This piece was published in the second issue of ON THE MOVE, the quarterly newsletter of Parkinson’s
Movement. For access to this issue please join the Parkinson’s Movement at: http://www.parkinsonsmovement.com/join-parkinsons-movement/
Making your Mark: Effective Patient Advocacy
Many people who I visit with whom have an interest in helping out have said, “I want to be an advocate” or asked “How can I become an advocate?” My short answer most often includes telling these individuals that if they have talked to someone about the effects of PD, shared their story about living with PD and perhaps “helped” someone living with PD in some way, then they have already been advocates. Everyone has something to offer and everyone’s voice is important in getting the message out that we aim to make PD a thing of the past.
Involvement at any level only requires that you speak from the heart because your passion for the cause will come through. The one thing that I always mention is that there is no room for being antagonistic in the advocacy arena. I must confess that it is frustrating at times to get your point across, but that frustration can be turned into a positive that gets people motivated to do more. Local support groups, willingness to visit with people about PD, sharing your story, letters to the editor, or other organizations that provide local support are the best way to get started. These show your commitment to the local community and also allow you to get immediate feedback on your effectiveness.
Regional organizations usually provide support through education. Involvement can involve speaking to groups and individuals about the importance of disease awareness and education. This type of organization is common in many parts of the world because by virtue of having provided outreach opportunities in their areas, they reach a wider audience. These type of organizations are gaining strength in numbers also because of the ability to focus on a certain aspect of PD, whether educating about research, focusing on programs that are available in the area, or developing a united front to raise funds for projects that will benefit their regions.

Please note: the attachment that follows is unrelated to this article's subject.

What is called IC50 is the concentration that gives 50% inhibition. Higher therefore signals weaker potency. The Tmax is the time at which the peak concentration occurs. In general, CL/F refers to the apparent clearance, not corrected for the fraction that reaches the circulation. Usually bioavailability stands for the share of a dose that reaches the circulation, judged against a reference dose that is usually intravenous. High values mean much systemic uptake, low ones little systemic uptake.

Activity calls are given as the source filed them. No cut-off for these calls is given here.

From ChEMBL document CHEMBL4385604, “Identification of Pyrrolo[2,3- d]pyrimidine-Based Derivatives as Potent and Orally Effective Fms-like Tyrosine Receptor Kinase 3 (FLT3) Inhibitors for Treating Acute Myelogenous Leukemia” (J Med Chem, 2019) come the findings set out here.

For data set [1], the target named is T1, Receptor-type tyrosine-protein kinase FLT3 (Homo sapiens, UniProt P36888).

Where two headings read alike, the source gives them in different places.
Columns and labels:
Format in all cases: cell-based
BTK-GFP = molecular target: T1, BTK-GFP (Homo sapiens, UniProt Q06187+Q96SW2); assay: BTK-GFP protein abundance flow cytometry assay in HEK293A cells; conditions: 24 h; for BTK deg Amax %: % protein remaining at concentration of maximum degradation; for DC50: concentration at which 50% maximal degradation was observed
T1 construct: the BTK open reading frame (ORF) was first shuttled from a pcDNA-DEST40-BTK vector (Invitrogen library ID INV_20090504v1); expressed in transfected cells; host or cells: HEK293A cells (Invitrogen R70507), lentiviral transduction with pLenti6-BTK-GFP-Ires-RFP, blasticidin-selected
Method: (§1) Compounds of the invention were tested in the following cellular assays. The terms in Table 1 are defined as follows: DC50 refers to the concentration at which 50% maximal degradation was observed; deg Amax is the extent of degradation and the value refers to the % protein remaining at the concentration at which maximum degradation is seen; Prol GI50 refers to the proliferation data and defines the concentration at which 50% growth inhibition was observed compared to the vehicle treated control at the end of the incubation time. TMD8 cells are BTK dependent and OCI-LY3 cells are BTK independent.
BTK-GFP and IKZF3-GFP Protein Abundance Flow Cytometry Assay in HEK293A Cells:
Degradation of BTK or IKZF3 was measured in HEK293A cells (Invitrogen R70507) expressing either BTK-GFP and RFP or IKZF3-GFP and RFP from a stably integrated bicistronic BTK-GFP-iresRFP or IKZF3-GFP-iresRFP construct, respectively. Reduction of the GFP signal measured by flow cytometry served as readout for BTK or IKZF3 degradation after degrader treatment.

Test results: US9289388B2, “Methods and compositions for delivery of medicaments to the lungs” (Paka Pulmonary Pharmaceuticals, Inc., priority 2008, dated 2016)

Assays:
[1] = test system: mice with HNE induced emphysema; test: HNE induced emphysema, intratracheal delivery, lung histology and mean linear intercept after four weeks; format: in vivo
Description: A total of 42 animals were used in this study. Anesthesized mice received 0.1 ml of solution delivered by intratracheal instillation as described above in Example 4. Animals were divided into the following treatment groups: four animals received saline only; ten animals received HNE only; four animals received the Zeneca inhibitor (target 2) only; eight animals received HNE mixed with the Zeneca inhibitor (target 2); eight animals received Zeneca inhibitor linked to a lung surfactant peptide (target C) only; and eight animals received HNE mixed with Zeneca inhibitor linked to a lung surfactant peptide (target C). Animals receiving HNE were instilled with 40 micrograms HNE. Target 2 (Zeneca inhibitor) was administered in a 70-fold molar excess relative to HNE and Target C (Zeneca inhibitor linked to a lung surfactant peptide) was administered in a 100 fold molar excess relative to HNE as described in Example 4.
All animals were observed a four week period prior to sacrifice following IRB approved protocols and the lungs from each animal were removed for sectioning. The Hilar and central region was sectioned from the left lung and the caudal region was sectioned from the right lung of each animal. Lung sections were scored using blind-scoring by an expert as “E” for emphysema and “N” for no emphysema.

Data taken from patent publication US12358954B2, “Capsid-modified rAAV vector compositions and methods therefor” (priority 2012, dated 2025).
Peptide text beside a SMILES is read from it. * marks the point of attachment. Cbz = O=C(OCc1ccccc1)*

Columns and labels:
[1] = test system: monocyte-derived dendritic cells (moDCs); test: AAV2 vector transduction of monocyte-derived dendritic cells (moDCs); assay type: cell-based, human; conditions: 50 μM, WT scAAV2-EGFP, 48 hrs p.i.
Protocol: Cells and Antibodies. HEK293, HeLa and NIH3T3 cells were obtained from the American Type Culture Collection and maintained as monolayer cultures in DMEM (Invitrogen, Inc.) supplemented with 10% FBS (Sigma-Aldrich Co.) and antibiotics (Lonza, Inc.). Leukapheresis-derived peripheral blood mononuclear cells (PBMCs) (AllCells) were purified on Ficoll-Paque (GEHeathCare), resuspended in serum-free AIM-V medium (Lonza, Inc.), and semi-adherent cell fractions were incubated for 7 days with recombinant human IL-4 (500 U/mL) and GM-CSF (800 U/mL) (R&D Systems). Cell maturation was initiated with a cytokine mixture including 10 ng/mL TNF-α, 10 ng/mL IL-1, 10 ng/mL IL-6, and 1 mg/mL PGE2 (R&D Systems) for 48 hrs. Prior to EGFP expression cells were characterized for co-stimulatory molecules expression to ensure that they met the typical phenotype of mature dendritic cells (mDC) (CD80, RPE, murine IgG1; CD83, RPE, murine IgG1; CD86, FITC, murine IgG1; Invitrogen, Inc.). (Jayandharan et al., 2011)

The most effective national groups usually involve training programs that help in outreach opportunities. These may include setting up partnerships with research centers to involve advocates as part of the research process, sharing concerns about disparities, seeking funding for research and supporting programs that benefit the PD community. Having the ongoing support of these organizations in your outreach efforts can provide many more opportunities to develop your platform as an advocate. Some advocates focus on equal access to clinical trials, others focus their attention on the types of research being done, and others may focus on disparities within the system.
International organizations such as the Parkinson’s Movement, to me are the most powerful, yet the most challenging in terms of getting things done because of the vast differences in the needs of the people in different countries, not to mention the regulatory agencies and how they function. The focus is the same but the ways to accomplish this takes much more effort, time, and patience. With the advent of social media and other forms of mass communication, this type of organization will have the greatest impact on the research currently being done. These also have the capacity to effect change because of the type of advocate found within their ranks. A well-prepared, well-respected, and effective advocate that includes physicians, nurses, therapists, researchers, movement disorders specialists, among others, whom are not willing to take no for an answer.
To affiliate or not to affiliate – Some people feel that affiliation will help give them more credence when it comes to activities. I agree. Organizations are interested in people that they can trust to get the word out based on the parameters of their mission statement. People that choose not to affiliate with an organization can be just as powerful on the advocacy front but tend to work much harder to establish their credibility. These individuals should be sought for their expertise, if the fit is right for any organization.
The most important thing to remember is that there is room for everyone to get involved, to the extent that they can, in the capacity that they choose, to make a true difference in seeking better treatments and ultimately a cure.
PDF’s Parkinson’s Advocates in Research (PAIR) program : http://www.pdf.org/pair